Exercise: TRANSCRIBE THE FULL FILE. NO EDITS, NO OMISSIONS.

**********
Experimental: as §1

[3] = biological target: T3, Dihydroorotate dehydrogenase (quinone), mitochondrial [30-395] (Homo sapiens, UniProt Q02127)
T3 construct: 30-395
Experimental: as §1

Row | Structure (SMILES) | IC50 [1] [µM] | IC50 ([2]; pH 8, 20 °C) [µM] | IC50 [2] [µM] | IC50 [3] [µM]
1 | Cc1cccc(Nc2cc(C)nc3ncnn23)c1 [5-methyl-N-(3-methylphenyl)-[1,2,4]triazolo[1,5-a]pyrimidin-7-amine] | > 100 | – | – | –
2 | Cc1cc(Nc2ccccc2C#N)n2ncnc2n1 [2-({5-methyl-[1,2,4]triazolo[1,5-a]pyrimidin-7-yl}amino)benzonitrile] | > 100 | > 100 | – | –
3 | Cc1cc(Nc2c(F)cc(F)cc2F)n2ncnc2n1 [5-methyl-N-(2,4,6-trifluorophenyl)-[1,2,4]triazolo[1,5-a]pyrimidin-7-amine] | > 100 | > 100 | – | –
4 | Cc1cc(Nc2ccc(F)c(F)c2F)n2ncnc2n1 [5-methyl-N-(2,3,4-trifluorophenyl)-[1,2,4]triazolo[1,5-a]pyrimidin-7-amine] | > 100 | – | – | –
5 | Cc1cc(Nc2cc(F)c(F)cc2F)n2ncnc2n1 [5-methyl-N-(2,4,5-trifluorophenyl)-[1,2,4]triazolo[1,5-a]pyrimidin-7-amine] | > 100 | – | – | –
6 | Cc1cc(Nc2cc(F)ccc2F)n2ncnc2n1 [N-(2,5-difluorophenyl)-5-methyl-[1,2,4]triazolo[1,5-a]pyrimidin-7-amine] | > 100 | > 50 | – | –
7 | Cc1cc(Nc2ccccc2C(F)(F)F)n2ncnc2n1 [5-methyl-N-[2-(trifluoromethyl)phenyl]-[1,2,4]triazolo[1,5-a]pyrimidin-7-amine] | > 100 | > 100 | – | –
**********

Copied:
Experimental: as §1

[3] = biological target: T3, Dihydroorotate dehydrogenase (quinone), mitochondrial [30-395] (Homo sapiens, UniProt Q02127)
T3 construct: 30-395
Experimental: as §1

Row | Structure (SMILES) | IC50 [1] [µM] | IC50 ([2]; pH 8, 20 °C) [µM] | IC50 [2] [µM] | IC50 [3] [µM]
1 | Cc1cccc(Nc2cc(C)nc3ncnn23)c1 [5-methyl-N-(3-methylphenyl)-[1,2,4]triazolo[1,5-a]pyrimidin-7-amine] | > 100 | – | – | –
2 | Cc1cc(Nc2ccccc2C#N)n2ncnc2n1 [2-({5-methyl-[1,2,4]triazolo[1,5-a]pyrimidin-7-yl}amino)benzonitrile] | > 100 | > 100 | – | –
3 | Cc1cc(Nc2c(F)cc(F)cc2F)n2ncnc2n1 [5-methyl-N-(2,4,6-trifluorophenyl)-[1,2,4]triazolo[1,5-a]pyrimidin-7-amine] | > 100 | > 100 | – | –
4 | Cc1cc(Nc2ccc(F)c(F)c2F)n2ncnc2n1 [5-methyl-N-(2,3,4-trifluorophenyl)-[1,2,4]triazolo[1,5-a]pyrimidin-7-amine] | > 100 | – | – | –
5 | Cc1cc(Nc2cc(F)c(F)cc2F)n2ncnc2n1 [5-methyl-N-(2,4,5-trifluorophenyl)-[1,2,4]triazolo[1,5-a]pyrimidin-7-amine] | > 100 | – | – | –
6 | Cc1cc(Nc2cc(F)ccc2F)n2ncnc2n1 [N-(2,5-difluorophenyl)-5-methyl-[1,2,4]triazolo[1,5-a]pyrimidin-7-amine] | > 100 | > 50 | – | –
7 | Cc1cc(Nc2ccccc2C(F)(F)F)n2ncnc2n1 [5-methyl-N-[2-(trifluoromethyl)phenyl]-[1,2,4]triazolo[1,5-a]pyrimidin-7-amine] | > 100 | > 100 | – | –